Our existing systems disrupt communications of the drone with its pilot, its GPS guidance signals, and so on.
The current system can terminally destroy the electronics of the drone and any electronic equipment within range.
Why do drone pilots have to insure their quads? What are a few of the possible risks of flying an uninsured UAV?
Insuring UAVs is good business and makes common sense.
What are a few of the fundamentals that new drone operators must know to safer airspace?
Our intelligent systems will detect and stop the threat. The counteraction is directly proportional to the value of the asset we are protecting. Our systems are scalable and multiple. We can engage as needed.
What is your favorite new remote control drone. What makes it very special?
One of my favorite beginner RC drones is Autel Robotics EVO because of its capability to record 4K at 60fps.
My favorite drone is the drone managed lawfully and for lawful purposes.
Why do you think the existing tactics to combat rogue drones require out-of-the-box thinking or improvement? Are they becoming ineffective or is it to do with those systems cost?
Current strategies to combat rogue drones disable or destroy unauthorized drones. Minimizing collateral damage and cost per engagement must be taken into account.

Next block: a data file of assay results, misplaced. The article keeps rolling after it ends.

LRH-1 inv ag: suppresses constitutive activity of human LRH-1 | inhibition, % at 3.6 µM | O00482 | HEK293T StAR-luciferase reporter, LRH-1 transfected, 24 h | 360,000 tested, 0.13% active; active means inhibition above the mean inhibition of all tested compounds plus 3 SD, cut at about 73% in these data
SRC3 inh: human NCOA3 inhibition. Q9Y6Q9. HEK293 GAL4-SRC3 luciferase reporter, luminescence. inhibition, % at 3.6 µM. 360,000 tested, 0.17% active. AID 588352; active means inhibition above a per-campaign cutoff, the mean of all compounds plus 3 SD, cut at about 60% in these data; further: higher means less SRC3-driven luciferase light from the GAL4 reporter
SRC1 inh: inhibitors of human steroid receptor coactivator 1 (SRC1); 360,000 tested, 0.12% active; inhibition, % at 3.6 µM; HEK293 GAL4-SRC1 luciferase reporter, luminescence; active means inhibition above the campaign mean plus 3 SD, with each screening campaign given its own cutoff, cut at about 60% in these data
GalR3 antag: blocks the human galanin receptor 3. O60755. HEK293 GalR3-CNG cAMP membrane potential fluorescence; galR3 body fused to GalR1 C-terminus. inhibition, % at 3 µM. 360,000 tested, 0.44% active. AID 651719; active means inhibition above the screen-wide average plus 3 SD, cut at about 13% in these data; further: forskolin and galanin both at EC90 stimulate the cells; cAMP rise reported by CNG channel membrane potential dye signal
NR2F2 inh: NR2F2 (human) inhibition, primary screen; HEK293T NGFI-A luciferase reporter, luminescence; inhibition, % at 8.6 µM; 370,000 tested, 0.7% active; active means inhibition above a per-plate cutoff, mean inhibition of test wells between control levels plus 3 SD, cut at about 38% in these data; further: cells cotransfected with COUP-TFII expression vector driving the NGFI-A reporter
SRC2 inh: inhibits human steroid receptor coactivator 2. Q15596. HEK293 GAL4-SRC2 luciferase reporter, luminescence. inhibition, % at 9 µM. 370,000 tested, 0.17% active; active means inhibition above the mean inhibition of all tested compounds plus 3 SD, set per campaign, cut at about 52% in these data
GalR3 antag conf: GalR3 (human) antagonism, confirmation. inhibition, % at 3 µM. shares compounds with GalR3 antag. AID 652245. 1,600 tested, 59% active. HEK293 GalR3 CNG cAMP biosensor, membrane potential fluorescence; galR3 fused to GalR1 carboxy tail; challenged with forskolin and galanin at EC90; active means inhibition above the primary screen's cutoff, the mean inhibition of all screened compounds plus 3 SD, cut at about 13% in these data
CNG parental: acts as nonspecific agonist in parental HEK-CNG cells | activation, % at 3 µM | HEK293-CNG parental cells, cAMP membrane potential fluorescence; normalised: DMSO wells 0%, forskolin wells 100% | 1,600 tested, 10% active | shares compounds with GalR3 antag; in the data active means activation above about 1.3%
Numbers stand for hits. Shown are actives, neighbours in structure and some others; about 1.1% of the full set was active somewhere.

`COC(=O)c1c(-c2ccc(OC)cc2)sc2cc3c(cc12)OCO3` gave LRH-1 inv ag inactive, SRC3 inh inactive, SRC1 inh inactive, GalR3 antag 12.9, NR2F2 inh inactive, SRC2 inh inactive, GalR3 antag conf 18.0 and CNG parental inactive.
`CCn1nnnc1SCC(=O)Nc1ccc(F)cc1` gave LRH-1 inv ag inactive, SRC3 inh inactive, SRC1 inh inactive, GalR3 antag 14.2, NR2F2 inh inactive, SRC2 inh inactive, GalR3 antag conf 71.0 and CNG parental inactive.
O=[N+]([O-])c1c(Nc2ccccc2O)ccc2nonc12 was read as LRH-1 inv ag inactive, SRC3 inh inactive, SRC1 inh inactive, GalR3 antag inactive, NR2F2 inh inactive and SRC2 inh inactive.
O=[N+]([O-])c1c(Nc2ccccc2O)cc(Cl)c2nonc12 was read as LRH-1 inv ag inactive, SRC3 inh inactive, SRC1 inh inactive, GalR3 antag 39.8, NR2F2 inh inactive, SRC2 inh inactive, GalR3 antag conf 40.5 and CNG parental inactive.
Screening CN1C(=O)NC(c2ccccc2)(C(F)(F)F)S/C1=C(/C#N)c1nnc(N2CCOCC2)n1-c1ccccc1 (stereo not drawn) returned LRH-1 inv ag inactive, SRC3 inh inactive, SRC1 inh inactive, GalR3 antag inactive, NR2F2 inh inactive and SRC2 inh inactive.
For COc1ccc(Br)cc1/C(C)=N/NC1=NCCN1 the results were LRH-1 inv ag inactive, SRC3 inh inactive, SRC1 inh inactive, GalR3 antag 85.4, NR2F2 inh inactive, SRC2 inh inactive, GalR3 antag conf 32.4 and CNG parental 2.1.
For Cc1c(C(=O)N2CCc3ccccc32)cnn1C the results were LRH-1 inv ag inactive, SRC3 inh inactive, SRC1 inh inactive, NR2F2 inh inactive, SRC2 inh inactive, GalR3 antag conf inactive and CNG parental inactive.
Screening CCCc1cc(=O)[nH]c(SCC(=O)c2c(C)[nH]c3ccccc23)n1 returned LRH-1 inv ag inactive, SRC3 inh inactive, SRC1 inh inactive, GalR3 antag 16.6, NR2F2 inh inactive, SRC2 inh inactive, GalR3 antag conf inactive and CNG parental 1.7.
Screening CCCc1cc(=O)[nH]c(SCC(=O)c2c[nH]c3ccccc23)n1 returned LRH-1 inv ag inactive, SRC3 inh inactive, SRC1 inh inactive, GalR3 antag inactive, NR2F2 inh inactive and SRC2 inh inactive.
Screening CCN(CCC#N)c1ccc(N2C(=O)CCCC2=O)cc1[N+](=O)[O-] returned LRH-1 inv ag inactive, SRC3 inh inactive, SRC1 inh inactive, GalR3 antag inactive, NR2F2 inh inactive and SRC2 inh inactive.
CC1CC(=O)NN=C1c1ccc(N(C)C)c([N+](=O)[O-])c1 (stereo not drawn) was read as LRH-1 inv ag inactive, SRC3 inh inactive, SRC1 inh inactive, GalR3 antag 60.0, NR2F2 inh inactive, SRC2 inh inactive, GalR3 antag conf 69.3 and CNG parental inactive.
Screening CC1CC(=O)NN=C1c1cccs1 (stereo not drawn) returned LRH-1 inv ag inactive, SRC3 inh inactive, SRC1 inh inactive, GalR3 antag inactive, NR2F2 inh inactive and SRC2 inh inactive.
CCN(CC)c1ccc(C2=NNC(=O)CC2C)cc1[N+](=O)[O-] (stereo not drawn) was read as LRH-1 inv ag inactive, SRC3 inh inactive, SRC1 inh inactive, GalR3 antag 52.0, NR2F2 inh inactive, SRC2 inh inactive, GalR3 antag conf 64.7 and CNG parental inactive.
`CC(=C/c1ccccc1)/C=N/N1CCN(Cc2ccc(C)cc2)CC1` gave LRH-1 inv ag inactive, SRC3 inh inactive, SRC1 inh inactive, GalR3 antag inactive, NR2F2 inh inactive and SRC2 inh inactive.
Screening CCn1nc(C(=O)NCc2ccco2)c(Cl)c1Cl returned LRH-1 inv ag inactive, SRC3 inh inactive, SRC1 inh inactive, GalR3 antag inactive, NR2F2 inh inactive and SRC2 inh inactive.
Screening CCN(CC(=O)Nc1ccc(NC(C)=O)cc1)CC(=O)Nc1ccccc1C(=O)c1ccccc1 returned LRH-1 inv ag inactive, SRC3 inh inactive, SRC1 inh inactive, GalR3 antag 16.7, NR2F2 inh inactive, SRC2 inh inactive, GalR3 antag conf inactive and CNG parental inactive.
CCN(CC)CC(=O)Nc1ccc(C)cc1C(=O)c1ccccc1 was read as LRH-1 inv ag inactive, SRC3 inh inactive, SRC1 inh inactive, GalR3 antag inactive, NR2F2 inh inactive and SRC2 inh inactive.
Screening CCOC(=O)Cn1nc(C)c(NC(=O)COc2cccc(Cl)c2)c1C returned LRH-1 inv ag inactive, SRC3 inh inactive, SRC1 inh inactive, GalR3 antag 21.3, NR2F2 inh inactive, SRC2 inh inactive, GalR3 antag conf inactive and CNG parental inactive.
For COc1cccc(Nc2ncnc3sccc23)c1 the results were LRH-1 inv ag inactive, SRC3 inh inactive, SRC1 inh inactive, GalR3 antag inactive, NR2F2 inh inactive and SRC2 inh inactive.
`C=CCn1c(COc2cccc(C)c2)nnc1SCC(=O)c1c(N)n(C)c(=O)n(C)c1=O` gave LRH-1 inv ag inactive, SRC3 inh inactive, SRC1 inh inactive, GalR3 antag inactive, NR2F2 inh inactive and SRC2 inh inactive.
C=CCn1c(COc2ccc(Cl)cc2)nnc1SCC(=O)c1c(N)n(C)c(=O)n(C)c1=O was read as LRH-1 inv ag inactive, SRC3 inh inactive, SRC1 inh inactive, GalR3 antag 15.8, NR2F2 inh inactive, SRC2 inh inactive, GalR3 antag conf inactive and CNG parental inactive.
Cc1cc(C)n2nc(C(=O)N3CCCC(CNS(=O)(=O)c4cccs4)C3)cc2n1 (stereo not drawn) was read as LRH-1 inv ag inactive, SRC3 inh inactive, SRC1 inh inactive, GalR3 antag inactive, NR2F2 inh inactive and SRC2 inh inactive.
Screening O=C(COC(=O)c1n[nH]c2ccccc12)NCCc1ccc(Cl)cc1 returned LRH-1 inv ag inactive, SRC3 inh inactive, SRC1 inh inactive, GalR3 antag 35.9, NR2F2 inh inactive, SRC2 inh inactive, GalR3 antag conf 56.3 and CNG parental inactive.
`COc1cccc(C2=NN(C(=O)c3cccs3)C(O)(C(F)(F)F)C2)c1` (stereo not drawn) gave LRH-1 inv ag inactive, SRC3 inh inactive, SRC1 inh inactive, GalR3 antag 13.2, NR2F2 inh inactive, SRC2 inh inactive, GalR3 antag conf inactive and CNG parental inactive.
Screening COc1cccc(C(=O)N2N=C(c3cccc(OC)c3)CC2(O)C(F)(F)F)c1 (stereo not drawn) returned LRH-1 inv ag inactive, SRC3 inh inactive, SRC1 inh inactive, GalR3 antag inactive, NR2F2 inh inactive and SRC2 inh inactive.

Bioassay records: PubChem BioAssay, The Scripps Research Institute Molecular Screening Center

Also, low-cost and effective counter-drone technology is desired. It is why our counter-drone technology is so unique.
I have seen eagles trained to attack a flying drone; I have noticed handheld drone guns trying to aim at a drone in the sky; I have noticed nets deployed to trap a drone; I have seen people shooting at a drone.
The answer to your question is relative to the risk and the value of the asset. I can’t offer a value judgment on these various approaches.
But, picture a scenario in which a major sports arena is attacked by weaponized drones simultaneously from different directions. How could we stop 50 or 100 drones using nets, eagles, or humans carrying heavy guns?
My company has previously created an impenetrable dome of protection that we call “DomeShield.” The technology places a shield over the target and can disable an unlimited number of drones. Our solutions are scalable, intelligent, and autonomous.